With the new stewardship schemes coming in to play it is key to properly read all rules and regulations to reduce errors. This article gives 11 things to look at when applying.
Attention to detail and thorough background reading will reduce errors and oversights on Countryside Stewardship (CS) scheme applications.
Common pitfalls can cause payment delays or even rejections, particularly where capital claims are concerned.
Cheffins associate Katie Hilton and Rostons surveyor Georgina Simonds set out some of the common snags and how to avoid them.
Farmers often make the mistake of making a financial commitment or beginning capital works before the 1 January agreement start date. Carrying out works too early is a serious error and can invalidate agreements or, in some cases, result in them being cancelled.
Many capital options such as hedge planting, hedgerow coppicing, hardcore tracks and field gates require photographs to be taken before, after and, sometimes, during the work.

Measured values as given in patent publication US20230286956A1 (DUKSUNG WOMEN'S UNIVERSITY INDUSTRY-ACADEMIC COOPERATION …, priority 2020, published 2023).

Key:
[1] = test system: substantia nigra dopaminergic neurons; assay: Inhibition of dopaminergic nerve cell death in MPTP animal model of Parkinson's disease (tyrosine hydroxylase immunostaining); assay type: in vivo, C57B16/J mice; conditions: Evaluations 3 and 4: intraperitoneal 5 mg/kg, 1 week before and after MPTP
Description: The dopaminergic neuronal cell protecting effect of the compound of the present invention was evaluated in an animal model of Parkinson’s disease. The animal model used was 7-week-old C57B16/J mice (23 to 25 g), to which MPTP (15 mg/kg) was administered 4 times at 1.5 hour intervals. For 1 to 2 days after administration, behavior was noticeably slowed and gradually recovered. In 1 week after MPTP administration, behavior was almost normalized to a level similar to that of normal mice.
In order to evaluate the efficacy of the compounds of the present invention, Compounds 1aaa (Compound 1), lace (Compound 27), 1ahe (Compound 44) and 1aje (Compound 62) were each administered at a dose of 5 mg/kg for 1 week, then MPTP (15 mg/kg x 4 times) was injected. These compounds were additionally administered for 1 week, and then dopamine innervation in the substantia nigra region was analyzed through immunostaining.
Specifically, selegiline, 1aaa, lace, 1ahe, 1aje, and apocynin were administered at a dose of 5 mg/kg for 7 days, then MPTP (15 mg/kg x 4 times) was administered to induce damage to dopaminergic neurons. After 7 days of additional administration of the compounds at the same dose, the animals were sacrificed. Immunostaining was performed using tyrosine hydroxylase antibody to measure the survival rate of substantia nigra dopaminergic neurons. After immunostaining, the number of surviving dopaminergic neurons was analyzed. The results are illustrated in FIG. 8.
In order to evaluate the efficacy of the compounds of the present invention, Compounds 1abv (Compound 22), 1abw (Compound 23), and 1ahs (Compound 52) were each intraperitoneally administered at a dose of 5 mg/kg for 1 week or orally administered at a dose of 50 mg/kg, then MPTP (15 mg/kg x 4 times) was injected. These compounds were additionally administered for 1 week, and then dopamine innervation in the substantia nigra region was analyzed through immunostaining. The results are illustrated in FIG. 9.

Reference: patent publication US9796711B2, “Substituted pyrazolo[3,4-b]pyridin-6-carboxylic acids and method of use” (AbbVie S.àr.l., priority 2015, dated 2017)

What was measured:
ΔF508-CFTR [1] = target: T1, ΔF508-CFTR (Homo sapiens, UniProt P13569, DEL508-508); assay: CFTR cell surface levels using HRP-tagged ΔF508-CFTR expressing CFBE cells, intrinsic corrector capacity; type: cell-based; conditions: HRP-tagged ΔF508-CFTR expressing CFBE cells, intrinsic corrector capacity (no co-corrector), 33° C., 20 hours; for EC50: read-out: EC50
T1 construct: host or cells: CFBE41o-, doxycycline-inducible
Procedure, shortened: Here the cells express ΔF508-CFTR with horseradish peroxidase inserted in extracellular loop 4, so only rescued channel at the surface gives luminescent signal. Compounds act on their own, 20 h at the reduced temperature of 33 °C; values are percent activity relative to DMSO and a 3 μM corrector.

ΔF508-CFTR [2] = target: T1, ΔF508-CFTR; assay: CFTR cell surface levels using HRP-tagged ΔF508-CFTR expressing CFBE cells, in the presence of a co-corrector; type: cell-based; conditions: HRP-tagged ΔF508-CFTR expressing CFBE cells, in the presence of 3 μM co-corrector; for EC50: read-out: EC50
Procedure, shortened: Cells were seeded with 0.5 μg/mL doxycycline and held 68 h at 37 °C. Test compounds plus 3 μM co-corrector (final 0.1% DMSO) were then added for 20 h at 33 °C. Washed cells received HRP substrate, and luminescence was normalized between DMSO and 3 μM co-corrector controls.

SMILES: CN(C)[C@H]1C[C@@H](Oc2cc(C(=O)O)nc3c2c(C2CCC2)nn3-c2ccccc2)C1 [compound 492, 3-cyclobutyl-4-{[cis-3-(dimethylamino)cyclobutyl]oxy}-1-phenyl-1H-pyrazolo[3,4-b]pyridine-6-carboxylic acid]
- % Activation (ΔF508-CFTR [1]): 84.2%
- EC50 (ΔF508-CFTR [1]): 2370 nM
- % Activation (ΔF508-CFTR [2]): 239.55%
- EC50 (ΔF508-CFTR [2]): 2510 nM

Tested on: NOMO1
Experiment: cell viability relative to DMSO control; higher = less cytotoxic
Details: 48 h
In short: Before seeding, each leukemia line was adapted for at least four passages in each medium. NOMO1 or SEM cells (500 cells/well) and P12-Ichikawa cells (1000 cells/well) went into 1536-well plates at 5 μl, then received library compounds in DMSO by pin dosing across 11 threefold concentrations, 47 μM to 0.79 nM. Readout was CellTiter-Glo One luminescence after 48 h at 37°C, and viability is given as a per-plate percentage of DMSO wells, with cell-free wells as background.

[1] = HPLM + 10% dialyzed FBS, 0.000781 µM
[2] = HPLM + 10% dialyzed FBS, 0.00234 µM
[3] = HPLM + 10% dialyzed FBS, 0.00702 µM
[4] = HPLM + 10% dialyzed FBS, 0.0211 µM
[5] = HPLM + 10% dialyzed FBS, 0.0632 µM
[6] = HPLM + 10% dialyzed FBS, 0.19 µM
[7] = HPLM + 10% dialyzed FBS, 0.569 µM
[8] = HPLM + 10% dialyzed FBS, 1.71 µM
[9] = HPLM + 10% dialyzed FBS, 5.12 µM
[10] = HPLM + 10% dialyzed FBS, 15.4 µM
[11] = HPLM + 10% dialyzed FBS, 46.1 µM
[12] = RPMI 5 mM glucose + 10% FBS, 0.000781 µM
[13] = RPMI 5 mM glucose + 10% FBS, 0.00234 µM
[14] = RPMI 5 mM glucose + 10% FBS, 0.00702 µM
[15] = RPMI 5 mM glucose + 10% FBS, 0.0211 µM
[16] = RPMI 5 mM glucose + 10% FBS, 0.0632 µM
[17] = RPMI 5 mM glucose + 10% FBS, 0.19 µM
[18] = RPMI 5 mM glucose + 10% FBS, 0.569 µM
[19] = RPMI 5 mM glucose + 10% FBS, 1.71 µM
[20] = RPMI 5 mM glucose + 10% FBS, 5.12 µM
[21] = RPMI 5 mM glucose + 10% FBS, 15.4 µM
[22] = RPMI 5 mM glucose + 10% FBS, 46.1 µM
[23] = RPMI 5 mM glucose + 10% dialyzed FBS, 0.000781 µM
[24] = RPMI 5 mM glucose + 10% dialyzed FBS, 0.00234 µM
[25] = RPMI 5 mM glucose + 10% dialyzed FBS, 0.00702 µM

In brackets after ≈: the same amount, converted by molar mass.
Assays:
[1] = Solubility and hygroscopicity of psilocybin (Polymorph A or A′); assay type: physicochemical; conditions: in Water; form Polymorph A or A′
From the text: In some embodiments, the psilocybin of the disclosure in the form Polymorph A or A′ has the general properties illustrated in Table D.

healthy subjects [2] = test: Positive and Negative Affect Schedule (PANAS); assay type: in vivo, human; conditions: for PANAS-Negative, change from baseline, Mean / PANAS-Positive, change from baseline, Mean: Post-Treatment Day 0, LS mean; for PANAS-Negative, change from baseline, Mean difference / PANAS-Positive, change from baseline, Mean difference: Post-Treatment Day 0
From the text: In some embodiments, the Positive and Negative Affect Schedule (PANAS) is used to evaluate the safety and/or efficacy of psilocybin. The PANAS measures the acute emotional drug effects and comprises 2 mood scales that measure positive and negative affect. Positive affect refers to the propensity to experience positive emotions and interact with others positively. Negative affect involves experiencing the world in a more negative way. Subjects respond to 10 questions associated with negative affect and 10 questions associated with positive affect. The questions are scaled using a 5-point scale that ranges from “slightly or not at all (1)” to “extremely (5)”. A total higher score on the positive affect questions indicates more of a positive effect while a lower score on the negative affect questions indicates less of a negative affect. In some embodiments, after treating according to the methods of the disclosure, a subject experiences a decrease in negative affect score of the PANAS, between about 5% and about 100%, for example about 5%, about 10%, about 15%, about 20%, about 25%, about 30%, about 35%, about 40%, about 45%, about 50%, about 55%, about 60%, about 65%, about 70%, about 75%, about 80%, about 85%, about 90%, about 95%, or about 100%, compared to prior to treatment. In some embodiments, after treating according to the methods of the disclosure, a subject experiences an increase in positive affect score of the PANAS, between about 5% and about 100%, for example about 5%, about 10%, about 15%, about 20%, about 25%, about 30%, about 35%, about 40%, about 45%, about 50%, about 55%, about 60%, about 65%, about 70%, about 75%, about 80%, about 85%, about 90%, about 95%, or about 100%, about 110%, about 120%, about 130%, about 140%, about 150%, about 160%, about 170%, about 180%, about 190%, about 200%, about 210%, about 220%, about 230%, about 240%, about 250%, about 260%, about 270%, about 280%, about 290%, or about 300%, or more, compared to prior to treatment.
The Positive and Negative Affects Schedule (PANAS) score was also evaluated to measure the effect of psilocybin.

Photographs should be organised and stored electronically in a logical sequence. Then, in the event of an inspection, the correct photographs can be retrieved.
It is also important to know what kind of evidence will be expected on submission of a payment claim to the Rural Payments Agency (RPA) for capital works.
Capital claims are submitted electronically via the rural payments system. But a pitfall that traps many farmers is a requirement for photographs to be emailed separately to the RPA in support of a claim.
Applicants should read the agreement small print and submit an email containing photographic evidence, at the same time as submitting the claim.
The Single Business Identifier (SBI) number and capital claim reference number must also be included in the email to enable the RPA to marry up the two.
If an application includes more than £50,000 of capital expenditure, the RPA needs to carry out a business viability test.
This means a statement from a registered accountant must be submitted to confirm that the business has the resources to undertake the work in the proposed application.